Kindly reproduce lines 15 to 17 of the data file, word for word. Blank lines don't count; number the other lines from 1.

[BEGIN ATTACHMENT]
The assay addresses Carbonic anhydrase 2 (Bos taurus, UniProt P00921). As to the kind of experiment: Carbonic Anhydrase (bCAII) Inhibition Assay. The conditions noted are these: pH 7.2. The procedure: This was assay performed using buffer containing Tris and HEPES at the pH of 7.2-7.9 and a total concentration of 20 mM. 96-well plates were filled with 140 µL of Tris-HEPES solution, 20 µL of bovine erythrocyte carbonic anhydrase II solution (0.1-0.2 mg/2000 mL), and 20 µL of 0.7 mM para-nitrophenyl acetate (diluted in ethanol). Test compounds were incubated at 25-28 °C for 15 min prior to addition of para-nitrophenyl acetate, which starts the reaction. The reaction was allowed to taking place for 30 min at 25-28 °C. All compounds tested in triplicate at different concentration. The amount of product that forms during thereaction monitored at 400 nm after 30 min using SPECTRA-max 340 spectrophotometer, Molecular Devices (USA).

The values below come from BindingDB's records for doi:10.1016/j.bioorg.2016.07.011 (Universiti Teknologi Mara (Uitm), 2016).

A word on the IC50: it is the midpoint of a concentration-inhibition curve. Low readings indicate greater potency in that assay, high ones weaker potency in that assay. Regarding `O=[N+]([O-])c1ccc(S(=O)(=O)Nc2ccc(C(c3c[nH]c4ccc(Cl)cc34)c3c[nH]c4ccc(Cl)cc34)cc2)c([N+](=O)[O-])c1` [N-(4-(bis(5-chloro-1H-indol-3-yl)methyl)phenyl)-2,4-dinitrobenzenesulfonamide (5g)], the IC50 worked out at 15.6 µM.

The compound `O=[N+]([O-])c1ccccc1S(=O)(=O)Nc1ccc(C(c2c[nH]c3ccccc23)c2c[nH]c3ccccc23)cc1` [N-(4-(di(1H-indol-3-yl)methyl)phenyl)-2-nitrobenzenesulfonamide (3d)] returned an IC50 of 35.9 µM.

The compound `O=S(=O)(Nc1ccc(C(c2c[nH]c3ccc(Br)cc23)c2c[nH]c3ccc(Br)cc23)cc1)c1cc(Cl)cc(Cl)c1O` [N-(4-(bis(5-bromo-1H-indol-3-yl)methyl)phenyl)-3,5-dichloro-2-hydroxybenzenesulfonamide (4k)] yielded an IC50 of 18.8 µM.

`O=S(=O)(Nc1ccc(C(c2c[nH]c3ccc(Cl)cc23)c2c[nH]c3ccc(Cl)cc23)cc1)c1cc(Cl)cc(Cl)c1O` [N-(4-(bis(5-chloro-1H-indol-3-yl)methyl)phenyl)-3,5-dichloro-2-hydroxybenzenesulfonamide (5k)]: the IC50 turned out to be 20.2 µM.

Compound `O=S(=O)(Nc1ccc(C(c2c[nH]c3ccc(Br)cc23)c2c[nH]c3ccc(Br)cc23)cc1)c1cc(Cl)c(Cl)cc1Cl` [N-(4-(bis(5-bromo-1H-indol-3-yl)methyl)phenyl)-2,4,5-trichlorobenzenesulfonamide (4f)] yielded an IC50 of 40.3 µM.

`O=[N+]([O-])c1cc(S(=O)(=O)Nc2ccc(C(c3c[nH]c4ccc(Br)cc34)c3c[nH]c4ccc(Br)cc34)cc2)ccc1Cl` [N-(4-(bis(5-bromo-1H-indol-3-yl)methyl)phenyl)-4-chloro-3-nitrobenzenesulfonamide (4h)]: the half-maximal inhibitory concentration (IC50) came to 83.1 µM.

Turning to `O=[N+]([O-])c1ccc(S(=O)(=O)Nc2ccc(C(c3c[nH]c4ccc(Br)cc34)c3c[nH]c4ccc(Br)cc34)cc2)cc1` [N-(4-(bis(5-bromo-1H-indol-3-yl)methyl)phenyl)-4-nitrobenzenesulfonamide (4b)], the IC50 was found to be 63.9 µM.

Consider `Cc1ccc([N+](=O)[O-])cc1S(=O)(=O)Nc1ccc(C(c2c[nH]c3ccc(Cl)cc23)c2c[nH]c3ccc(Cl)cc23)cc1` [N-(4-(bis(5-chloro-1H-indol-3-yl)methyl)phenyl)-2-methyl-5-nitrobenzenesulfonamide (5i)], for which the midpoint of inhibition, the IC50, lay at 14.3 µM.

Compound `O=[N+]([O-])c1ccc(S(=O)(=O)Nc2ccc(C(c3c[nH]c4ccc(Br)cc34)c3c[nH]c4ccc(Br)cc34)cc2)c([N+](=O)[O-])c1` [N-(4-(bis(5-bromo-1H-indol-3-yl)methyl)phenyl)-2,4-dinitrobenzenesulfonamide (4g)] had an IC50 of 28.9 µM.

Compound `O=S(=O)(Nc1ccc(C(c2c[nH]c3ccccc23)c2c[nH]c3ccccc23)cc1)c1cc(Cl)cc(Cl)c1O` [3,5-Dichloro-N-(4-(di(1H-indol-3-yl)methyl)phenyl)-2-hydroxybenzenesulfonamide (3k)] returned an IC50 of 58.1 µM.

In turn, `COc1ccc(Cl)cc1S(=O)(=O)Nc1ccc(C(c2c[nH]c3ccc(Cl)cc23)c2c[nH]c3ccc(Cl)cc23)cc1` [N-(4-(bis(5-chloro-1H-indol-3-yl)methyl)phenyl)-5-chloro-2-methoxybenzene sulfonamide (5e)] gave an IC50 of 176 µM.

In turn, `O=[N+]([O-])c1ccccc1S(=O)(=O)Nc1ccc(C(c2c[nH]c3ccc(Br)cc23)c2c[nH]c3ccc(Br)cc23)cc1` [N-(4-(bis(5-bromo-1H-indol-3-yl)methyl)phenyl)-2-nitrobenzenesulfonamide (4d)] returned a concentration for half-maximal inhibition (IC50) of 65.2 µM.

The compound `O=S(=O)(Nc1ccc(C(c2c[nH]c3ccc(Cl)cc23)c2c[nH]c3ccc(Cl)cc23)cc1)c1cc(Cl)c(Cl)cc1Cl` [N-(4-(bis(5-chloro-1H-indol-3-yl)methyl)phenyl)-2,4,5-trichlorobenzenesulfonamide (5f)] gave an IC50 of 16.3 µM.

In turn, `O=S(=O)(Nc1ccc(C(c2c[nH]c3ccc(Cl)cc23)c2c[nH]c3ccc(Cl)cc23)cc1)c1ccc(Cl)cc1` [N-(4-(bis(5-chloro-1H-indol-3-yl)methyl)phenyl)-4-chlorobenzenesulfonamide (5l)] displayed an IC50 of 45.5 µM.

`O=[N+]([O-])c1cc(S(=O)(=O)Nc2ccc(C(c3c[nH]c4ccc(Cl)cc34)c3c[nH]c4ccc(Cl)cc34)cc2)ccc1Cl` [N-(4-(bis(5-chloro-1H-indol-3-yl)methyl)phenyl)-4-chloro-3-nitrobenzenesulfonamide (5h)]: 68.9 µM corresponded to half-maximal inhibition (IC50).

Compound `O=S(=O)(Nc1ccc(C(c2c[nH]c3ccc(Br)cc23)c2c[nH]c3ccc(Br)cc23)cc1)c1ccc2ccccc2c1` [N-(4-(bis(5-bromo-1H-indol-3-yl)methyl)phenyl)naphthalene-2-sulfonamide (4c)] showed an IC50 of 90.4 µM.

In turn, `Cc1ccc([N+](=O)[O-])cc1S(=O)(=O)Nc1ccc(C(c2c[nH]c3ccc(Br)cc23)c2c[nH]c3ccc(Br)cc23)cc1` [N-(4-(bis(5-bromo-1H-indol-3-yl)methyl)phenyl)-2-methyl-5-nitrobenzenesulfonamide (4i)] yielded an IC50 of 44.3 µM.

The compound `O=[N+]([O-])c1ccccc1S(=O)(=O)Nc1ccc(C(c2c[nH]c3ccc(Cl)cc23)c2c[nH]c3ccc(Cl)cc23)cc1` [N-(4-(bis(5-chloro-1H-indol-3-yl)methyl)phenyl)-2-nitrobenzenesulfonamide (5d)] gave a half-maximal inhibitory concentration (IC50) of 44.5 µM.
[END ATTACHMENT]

The compound `O=S(=O)(Nc1ccc(C(c2c[nH]c3ccc(Cl)cc23)c2c[nH]c3ccc(Cl)cc23)cc1)c1cc(Cl)c(Cl)cc1Cl` [N-(4-(bis(5-chloro-1H-indol-3-yl)methyl)phenyl)-2,4,5-trichlorobenzenesulfonamide (5f)] gave an IC50 of 16.3 µM.

In turn, `O=S(=O)(Nc1ccc(C(c2c[nH]c3ccc(Cl)cc23)c2c[nH]c3ccc(Cl)cc23)cc1)c1ccc(Cl)cc1` [N-(4-(bis(5-chloro-1H-indol-3-yl)methyl)phenyl)-4-chlorobenzenesulfonamide (5l)] displayed an IC50 of 45.5 µM.

`O=[N+]([O-])c1cc(S(=O)(=O)Nc2ccc(C(c3c[nH]c4ccc(Cl)cc34)c3c[nH]c4ccc(Cl)cc34)cc2)ccc1Cl` [N-(4-(bis(5-chloro-1H-indol-3-yl)methyl)phenyl)-4-chloro-3-nitrobenzenesulfonamide (5h)]: 68.9 µM corresponded to half-maximal inhibition (IC50).